Immortal Darkness Interview: Lani Minella, Voice Actor

Lani Minella in StudioYou may not have heard of Lani Minella, but if you’ve played games in the past decade or two, you have probably heard her. Lani is a veteran voice actor who has more than 500 credits to her name, and has voiced some iconic characters. We had the good fortune of having Lani provide the voices for all the creatures and vampires in the game, as well as our main character, Shade. I got to sit down with Lani recently, and asked her about her work and career, and this is what she had to say…

Chris: Please tell us a little bit about your life before you became a famous actor; where you grew up and what your wanted to be when you grew up?

Lani: I grew up in San Diego and besides wanting to be a radio DJ which I did eventually, I was always fascinated with what animators did to voices, the way they add so much character to even the most flat voices. I was always good at mimicking voices and had the dream of being animated by Disney or Pixar.

C: You’ve been in the voice over business for a long time now and you’ve voiced some iconic characters in some of the biggest game franchises there is. How did you end up working as a voice over artist for games? What was your first gig? Your first character voice?

L: Referring back to my desire to voice animation, I was asked to voice some characters from Fern Gully (movie)  because someone heard me doing characters on the morning radio show.  This company was doing many things including children’s CD ROMS which I also worked on.  I asked who else did this, and they suggested I go to trade shows, CES, E3, Game Developers Conference, etc.  My idea was to get some video footage for an animation demo reel, but back in the early days, one would have had to record the whole game on video tape to be able to capture whenever my characters would appear.  Then I realized that if I started a one stop shop (Audiogodz) I could help producers get talent from all over the world, and provide other services like writing, directing and casting that other actors weren’t doing.  I guess I earned the reputation of “if it’s impossible, and the budget is lacking, give it to Lani, she’ll make it work.”  Hah!  Word of mouth is where I get most of my referrals now, but I still audition for things myself as a solo actor through agents.

C: What are the biggest changes you’ve seen over the years, with regards to voice over work in games?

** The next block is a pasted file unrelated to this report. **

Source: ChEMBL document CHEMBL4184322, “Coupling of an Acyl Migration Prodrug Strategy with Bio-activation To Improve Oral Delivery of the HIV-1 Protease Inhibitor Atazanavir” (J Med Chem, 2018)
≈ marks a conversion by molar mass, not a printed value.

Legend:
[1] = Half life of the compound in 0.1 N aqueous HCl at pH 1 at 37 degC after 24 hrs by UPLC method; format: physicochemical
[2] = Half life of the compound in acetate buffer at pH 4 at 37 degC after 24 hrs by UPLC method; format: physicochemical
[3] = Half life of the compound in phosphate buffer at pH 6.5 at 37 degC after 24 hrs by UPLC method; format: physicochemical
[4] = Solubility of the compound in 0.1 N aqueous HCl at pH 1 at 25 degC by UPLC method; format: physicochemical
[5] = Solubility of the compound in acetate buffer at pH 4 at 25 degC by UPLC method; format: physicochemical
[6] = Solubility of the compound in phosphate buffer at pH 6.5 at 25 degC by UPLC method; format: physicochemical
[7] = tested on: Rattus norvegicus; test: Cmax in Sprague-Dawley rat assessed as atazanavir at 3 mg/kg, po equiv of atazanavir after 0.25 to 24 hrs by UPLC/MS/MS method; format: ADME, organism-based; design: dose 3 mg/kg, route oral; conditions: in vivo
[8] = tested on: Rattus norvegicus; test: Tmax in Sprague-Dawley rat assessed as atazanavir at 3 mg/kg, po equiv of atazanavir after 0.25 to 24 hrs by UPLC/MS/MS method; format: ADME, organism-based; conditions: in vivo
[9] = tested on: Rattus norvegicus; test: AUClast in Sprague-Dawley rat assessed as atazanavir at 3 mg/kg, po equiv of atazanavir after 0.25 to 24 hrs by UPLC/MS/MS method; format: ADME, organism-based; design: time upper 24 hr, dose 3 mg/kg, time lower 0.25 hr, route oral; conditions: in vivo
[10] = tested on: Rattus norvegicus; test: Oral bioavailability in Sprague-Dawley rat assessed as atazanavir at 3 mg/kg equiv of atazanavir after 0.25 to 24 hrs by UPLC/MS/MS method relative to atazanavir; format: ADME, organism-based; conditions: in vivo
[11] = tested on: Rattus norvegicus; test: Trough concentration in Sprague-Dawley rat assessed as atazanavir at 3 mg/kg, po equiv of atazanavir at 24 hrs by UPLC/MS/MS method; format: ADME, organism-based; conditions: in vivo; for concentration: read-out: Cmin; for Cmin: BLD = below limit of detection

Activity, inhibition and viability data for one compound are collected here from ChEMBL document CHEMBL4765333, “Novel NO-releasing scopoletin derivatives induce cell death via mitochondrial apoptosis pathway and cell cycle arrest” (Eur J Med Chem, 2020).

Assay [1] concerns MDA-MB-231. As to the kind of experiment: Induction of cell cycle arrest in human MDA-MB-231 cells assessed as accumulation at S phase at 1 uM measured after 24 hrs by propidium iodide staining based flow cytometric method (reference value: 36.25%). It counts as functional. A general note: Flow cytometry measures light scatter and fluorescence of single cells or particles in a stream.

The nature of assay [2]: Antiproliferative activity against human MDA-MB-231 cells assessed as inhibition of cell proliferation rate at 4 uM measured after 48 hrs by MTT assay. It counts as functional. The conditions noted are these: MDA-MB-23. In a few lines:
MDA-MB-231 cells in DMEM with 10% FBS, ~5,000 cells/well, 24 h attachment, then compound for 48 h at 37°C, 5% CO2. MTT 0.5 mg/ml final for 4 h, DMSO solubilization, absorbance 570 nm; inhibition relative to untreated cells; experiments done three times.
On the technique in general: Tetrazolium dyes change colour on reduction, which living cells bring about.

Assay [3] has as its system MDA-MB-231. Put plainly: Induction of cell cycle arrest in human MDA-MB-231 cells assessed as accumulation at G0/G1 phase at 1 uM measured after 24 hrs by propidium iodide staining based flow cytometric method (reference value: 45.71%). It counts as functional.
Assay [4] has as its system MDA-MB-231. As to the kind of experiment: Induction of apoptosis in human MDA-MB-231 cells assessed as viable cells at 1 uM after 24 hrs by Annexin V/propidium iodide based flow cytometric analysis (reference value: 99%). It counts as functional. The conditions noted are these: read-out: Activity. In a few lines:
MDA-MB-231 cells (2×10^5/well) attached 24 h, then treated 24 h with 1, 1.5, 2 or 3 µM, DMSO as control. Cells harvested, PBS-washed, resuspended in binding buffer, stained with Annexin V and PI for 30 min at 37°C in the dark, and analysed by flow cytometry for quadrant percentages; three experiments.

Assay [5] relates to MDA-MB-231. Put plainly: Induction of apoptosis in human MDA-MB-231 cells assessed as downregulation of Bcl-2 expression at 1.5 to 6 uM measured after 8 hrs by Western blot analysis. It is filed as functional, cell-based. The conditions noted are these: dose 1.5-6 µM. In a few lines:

L: There are less cut scenes and while some games have improved as far as character development and story line, for the most part, the script is to be credited or to be blamed for vocal performances more than anything.  “I’m hit!”  “I’ve got a bad feeling about this.”  I think it depends on the genre of game whether the script has a chance of being more interesting, but this is where I think gamers should realize that everything starts out, for better or for worse. I still get a lot of Youtube references for voice wish lists and many times, the voice actor or celebrity doesn’t have a great voice.  But the person asking for it, may have enjoyed their performance in that movie or show.

C: Out of all the projects you’ve done, tell me about the one or two projects that stand out the most, and why they are special to you?

L: I think this is one of the hardest questions to answer because projects can stand out for being creatively written, for having the best crew to work with and also for my being able to work with the best and most delightful talent, directing etc.  I wouldn’t want to hurt anyone’s feelings if I don’t list them here.

But I’ll give you an example of something nobody’s ever heard of that was one of the most creatively written with the most fun and ingenious characters.  Tony Tough and the Night of the Roasted Moths.  It was a point and click game that never got great representation and ended up in the bargain bin,  but would give Tim Burton a run for his money.   Then of course, you have the other end of the spectrum with big bucks companies with lovely graphics and RPG development.  Blizzard games, Elder Scrolls, Mass Effect 3, Last of Us, God of War 4…all big hits, and wonderful people to work with.  I have to remind people though, that our recording experience, while excellent, doesn’t really give us any idea of what we’ll end up like in the game.  And sometimes we never get to see that.   When I just saw an E3 demo of Ivy (who I play) in Soul Calibur 6, whoever was playing her let her get beaten badly.  So there’s such a variety of things that make projects memorable, and sometimes it might be less of what happens in the session and more about what the developer does with our voices in the end.

C: What was the most difficult character you had to voice, and why?

L: I think the Hive Mind voice for Warhammer 40,000 was the most taxing.  It’s the voice where I push air past my vocal chords to make a monstrous sound instead of using actual vocal growls. When I had to do this straight for 2 hours I could not even swallow water, my throat was so swollen. But I don’t mind.

C: How do you take care of your voice? Do you have a regimen to prep for a role or recover form a particularly grueling character?

L: Nope. I don’t even warm up.  Guess I have been doing this for so long I’m used to jumping right in and letting loose.  As far as recovering, that’s a different story.  When I’ve gotten hoarse or had laryngitis, about the only thing you can do is drink something warm and wait as long as it takes for the chords to un-swell, and they say you’re supposed to hum not talk if you have laryngitis.  I’ve gone to doctors when I had that, and all the inhalers, steroids and cough syrup did NOTHING.  One doc actually told me “Just shut up for a couple of weeks.”  Yeah right, buddy.  You have no idea what it takes to be in my biz. Ha ha